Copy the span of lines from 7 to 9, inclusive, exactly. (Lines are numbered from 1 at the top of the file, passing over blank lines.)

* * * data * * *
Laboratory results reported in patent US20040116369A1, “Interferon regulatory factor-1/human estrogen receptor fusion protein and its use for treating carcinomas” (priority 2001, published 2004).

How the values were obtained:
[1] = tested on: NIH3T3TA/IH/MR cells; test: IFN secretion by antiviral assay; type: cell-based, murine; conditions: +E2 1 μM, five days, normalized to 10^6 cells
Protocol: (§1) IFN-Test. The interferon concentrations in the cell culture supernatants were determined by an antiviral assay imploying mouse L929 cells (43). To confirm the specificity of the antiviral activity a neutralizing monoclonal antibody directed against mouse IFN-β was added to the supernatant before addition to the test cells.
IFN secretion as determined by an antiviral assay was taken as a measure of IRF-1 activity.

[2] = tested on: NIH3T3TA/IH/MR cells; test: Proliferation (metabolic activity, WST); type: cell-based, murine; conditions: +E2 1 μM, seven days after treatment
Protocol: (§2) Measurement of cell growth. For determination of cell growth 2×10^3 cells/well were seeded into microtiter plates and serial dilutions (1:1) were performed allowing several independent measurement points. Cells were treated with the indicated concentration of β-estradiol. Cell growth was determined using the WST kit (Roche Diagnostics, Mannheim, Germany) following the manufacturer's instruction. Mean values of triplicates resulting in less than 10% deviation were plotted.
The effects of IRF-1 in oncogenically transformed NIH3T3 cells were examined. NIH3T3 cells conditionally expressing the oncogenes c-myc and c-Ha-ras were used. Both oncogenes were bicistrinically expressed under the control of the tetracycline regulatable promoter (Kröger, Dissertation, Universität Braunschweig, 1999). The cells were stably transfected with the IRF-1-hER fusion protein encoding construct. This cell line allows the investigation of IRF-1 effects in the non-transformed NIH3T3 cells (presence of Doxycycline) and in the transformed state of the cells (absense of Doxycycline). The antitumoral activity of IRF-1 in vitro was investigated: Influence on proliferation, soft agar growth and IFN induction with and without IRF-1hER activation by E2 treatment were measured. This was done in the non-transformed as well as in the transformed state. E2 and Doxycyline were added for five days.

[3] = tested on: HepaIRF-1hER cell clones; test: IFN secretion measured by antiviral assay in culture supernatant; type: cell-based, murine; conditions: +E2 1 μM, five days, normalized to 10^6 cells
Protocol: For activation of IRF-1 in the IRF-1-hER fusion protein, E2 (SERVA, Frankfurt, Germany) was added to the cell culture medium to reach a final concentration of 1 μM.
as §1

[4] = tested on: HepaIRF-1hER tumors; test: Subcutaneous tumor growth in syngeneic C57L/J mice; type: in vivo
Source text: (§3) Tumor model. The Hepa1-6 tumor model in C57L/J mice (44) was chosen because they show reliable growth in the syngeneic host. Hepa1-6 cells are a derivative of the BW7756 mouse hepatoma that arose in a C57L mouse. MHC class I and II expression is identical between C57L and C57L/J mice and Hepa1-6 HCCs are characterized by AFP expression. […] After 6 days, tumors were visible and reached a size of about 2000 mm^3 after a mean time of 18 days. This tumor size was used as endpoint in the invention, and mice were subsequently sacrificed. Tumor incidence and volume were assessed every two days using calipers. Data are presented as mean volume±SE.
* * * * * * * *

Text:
Protocol: (§2) Measurement of cell growth. For determination of cell growth 2×10^3 cells/well were seeded into microtiter plates and serial dilutions (1:1) were performed allowing several independent measurement points. Cells were treated with the indicated concentration of β-estradiol. Cell growth was determined using the WST kit (Roche Diagnostics, Mannheim, Germany) following the manufacturer's instruction. Mean values of triplicates resulting in less than 10% deviation were plotted.
The effects of IRF-1 in oncogenically transformed NIH3T3 cells were examined. NIH3T3 cells conditionally expressing the oncogenes c-myc and c-Ha-ras were used. Both oncogenes were bicistrinically expressed under the control of the tetracycline regulatable promoter (Kröger, Dissertation, Universität Braunschweig, 1999). The cells were stably transfected with the IRF-1-hER fusion protein encoding construct. This cell line allows the investigation of IRF-1 effects in the non-transformed NIH3T3 cells (presence of Doxycycline) and in the transformed state of the cells (absense of Doxycycline). The antitumoral activity of IRF-1 in vitro was investigated: Influence on proliferation, soft agar growth and IFN induction with and without IRF-1hER activation by E2 treatment were measured. This was done in the non-transformed as well as in the transformed state. E2 and Doxycyline were added for five days.

[3] = tested on: HepaIRF-1hER cell clones; test: IFN secretion measured by antiviral assay in culture supernatant; type: cell-based, murine; conditions: +E2 1 μM, five days, normalized to 10^6 cells